Late spring 2013

The swallows returned to Church Farm Cottages about 3 weeks ago, and have nested in the sheep shelter for the second year.

Earlier this year the barn owl box was occupied by a pair of kestrels and in late April / early May our guests saw a kestrel taking food back to the box, although it was rather early for their young, so the male was probably feeding the female, who sits on the eggs. About 2 weeks ago, for no apparent reason the kestrels left the box, and have not been seen since. Although the barn owl is in the vicinity, it has not taken up residence in the vacant box. The owl can be seen in the hay fields opposite hunting for voles and other small mammals, and one morning, returning from a successful hunt, it flew down the caravan site holding a vole tightly in its talons. Colin Spencer, who has stayed in our cottages on many occasions, has kindly allowed us to reproduce the photographs he took in late April this year of the barn owl in the hay fields:

barn owl 2 colin spencer










barn owl 1 colin spencer

















During the winter, word has it, that two red kites were released in the locality, and on clear days have been soaring in the skies around Gresham. One morning one landed in the ploughed field adjacent to the hay field, and Colin captured the photograph below as one of the red kites flew over him in the hay field.

red kite colin spencer
















At the beginning of May we took four ewes and three rams to a farm near Wyndham for shearing. The lambs went for the ride as the ewes refused to board the trailer without their offspring.  The two older lambs, Lily and Arthur were left behind as there wasn’t room. They baaed incessantly all the time the ewes were away, and on the ewes return the lambs ran up to the trailer to greet their mother, but which one? With her fleece shorn they didn’t recognise her and carried on baaing until sometime later when finally the three were reunited.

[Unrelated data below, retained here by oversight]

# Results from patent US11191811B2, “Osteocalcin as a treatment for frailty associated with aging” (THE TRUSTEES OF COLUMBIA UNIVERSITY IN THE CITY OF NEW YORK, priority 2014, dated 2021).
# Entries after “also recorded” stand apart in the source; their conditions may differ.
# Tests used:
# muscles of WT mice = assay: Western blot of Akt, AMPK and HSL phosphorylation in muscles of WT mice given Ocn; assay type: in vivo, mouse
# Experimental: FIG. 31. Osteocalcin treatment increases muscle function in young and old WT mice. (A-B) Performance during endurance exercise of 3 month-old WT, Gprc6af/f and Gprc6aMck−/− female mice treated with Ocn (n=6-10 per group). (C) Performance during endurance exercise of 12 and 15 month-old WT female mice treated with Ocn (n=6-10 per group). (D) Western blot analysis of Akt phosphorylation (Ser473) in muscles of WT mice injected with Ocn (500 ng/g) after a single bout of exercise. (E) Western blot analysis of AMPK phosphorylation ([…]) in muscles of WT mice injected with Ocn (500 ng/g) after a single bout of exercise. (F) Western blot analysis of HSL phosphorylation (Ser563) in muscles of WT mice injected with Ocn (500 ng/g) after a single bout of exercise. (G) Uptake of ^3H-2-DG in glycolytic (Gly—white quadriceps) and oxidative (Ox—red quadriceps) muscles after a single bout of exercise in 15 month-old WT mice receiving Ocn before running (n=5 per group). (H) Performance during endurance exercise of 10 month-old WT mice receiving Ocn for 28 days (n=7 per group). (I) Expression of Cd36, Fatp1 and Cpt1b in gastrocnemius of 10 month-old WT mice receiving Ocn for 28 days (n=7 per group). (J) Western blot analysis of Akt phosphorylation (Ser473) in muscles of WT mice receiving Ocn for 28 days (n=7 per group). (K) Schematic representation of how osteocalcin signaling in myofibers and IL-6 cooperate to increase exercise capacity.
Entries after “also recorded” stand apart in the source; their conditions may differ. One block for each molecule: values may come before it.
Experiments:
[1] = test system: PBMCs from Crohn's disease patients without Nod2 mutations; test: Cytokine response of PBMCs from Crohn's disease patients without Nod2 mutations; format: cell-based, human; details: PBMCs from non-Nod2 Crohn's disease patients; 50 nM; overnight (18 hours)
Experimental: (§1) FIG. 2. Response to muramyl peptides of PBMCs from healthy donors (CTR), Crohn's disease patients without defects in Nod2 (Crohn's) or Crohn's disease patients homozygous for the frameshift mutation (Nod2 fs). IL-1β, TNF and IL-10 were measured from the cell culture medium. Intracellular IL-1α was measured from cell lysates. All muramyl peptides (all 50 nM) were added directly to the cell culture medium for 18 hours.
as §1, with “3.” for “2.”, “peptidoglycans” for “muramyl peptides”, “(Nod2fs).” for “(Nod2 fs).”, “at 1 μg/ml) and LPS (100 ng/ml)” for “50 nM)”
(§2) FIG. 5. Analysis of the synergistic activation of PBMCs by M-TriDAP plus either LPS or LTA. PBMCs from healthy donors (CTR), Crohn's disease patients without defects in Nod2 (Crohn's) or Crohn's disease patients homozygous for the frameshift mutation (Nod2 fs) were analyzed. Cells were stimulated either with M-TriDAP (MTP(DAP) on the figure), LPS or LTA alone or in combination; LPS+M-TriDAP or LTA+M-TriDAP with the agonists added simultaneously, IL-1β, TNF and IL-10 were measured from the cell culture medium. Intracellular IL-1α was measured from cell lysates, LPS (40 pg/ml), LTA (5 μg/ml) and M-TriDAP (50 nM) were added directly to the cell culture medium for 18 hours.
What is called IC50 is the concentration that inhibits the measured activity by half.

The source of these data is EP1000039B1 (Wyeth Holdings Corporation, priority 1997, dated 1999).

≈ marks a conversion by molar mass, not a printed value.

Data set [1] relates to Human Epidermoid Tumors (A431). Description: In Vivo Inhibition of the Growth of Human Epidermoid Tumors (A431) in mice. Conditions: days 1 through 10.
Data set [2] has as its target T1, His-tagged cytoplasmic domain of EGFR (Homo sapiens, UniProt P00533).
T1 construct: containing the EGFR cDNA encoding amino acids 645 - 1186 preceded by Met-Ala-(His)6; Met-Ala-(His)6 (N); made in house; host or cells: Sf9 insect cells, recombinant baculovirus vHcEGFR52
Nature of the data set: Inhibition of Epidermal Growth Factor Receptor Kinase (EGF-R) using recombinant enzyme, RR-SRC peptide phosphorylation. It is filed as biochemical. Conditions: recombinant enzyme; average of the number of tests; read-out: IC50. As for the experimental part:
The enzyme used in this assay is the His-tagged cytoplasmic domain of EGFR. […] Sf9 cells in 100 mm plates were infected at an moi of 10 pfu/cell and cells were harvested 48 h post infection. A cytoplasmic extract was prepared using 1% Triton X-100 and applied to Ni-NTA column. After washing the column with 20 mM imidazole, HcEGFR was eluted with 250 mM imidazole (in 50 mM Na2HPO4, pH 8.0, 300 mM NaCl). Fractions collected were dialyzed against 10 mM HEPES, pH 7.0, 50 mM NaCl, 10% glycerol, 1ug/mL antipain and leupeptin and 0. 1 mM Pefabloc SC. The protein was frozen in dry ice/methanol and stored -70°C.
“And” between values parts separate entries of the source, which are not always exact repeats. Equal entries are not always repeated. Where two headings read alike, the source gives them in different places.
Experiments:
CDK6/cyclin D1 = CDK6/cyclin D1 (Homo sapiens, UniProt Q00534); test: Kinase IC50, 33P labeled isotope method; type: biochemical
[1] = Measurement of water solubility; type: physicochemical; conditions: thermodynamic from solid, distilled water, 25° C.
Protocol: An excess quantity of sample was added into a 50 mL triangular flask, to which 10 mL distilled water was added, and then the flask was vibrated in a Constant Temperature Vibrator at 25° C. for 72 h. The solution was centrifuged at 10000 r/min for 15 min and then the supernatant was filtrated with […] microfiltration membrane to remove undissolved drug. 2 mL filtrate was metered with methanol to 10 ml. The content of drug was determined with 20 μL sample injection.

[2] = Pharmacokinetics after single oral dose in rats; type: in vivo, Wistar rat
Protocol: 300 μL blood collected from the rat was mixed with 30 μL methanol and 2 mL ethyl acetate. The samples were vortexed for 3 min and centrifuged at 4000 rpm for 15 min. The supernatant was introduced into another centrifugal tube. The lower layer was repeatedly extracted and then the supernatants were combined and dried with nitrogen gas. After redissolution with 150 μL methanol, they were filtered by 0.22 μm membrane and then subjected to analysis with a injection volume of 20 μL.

Harold, who was sickly at birth, continues to flourish and at 8 weeks weighed 24kg, more than both Lily (21kg) and Arthur (19kg) at the same stage in their development. Recently, as part of the Hampshire Down weighing scheme, we weighed both Lily and Arthur at 21 weeks, they weighed 40kg, which is around half the weight of their mother.

We are now training the rams and the older lambs to walk with a halter, for showing at the local agricultural shows. Presently they are having the halter fitted on alternate days for an hour or so, to enable them to get used to it. Next week we’ll start walking; patience and coaxing appears to be the key. And as the warmer days finally arrive, and the fleeces begin to grow back, we will apply the pour on spray to guard against blow fly strikes.